The strength of the present study is the real-world information of S-1 outside of clinical trial settings, which is more closely related to actual clinical scenarios. In addition, we incorporated PPS matching to exclude baseline heterogeneity and enhance between-group comparability. Third, we provided the dosages and adverse reactions for S-1 in comparison with other combinatorial regimens. However, there are some limitations to this study. It is a retrospective analysis that cannot address prospective consequential imputations. Also, we included patients who received S-1 monotherapy in the absence of S-1-based combinations, which have gradually become the standard of care in high-risk populations. In addition, despite the efforts we made to control for differences of patients via PPS matching, we still were unable to eradicate possible exclusion bias and undetermined imbalances. Lastly, the patients were collected from a single institution, and the case number was not significantly large enough to have an excellent statistical power and the results might be affected by events or deaths out of random effects. Overall, the study still provided information concerning adjuvant S-1 in the treatment of resectable gastric cancer and a comparison with close observation and platinum-based doublets.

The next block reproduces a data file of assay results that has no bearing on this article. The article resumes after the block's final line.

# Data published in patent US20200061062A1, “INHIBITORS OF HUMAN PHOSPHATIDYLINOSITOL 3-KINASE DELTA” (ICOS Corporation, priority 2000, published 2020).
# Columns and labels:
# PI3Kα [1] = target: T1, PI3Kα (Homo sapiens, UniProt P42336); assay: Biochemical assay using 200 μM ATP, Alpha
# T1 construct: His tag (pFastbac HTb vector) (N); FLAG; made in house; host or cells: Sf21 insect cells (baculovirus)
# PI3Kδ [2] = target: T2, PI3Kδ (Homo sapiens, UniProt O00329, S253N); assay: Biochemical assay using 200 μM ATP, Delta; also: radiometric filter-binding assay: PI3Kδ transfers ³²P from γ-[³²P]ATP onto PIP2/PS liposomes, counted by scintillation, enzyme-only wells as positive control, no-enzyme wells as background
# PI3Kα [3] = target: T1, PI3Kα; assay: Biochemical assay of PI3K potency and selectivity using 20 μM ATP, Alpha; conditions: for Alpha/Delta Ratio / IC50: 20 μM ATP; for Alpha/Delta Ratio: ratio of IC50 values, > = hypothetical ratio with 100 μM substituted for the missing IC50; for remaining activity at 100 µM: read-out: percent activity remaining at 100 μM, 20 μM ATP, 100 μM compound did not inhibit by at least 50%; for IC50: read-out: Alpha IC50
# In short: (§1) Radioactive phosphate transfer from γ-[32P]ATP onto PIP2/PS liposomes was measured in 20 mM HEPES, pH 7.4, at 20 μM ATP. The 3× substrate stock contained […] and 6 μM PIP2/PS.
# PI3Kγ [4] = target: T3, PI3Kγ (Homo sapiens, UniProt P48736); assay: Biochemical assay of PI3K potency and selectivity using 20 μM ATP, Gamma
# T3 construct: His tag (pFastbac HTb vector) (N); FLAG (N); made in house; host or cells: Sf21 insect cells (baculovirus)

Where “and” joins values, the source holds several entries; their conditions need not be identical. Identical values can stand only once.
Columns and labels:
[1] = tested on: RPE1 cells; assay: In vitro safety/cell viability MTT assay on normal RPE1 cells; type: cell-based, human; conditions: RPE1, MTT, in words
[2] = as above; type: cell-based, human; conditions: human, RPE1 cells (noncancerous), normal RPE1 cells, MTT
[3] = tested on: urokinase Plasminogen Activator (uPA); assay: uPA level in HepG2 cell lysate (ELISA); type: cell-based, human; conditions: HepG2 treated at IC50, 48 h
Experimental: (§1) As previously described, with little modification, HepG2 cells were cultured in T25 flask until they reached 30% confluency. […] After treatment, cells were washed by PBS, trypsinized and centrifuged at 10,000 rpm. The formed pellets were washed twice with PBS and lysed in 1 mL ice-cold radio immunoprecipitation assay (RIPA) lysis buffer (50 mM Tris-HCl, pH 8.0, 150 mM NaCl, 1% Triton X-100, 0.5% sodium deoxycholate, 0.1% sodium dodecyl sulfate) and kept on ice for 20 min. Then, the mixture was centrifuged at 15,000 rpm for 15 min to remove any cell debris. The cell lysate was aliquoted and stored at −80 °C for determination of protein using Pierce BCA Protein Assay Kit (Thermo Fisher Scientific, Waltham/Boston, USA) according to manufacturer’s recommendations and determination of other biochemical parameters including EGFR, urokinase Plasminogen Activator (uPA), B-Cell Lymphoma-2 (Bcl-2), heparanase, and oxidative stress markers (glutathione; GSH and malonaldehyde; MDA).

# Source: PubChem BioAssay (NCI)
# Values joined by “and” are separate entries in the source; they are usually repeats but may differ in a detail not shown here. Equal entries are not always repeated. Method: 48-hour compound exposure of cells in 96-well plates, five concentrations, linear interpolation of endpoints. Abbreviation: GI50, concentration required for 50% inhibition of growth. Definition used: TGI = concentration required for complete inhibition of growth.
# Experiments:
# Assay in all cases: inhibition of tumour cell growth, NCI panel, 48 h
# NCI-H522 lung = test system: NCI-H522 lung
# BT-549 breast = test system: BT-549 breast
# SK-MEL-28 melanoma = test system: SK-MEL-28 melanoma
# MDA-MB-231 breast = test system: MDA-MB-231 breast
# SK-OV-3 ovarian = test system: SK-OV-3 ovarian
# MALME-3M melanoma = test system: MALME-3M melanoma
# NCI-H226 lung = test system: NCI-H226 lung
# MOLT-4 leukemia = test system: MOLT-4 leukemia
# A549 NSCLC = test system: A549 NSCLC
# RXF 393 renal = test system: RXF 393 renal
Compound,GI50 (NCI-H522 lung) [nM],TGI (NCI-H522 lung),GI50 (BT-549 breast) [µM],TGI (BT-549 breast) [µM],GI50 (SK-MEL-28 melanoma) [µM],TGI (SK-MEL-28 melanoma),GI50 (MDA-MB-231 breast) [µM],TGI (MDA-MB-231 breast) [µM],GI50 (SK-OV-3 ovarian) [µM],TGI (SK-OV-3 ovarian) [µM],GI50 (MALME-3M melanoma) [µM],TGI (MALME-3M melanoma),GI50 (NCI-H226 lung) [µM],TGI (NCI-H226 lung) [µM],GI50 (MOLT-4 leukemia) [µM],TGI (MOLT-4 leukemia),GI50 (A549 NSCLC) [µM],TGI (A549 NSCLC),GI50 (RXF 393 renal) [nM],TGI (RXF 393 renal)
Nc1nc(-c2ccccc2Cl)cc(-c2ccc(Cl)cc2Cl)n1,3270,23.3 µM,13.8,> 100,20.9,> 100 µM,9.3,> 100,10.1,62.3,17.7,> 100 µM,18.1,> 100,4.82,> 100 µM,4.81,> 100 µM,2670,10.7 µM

Conclusion

In the present study, patients with D2-resected locally-advanced gastric cancer who received adjuvant S-1 had an intermediate survival between close observation and platinum-based doublets and had fewer adverse reactions as compared with platinum-based doublets. S-1 was relatively under-dosed and found to be selected by physicians based on age, LN status, serum CEA and stage. More prospective studies are required to delineate the optimal selection of patients who may benefit from S-1 or S-1-based combinations in gastric cancer.

Availability of data and materials

The data that support the findings of this study are available from Cancer Registry of the Electronic Medical Records in National Cheng Kung University Hospital but restrictions apply to the availability of these data, which were used under specific permission for the current study, and so are not publicly available. Data are however available from the authors upon reasonable request and with permission of Clinical Research Center, National Cheng Kung University Hospital, Tainan, Taiwan. em74820@mail.hosp.ncku.edu.tw. No. 138, Sheng-Li Road, Tainan 70403, Taiwan. Tel: + 886–6–235-3535 ext. 4817.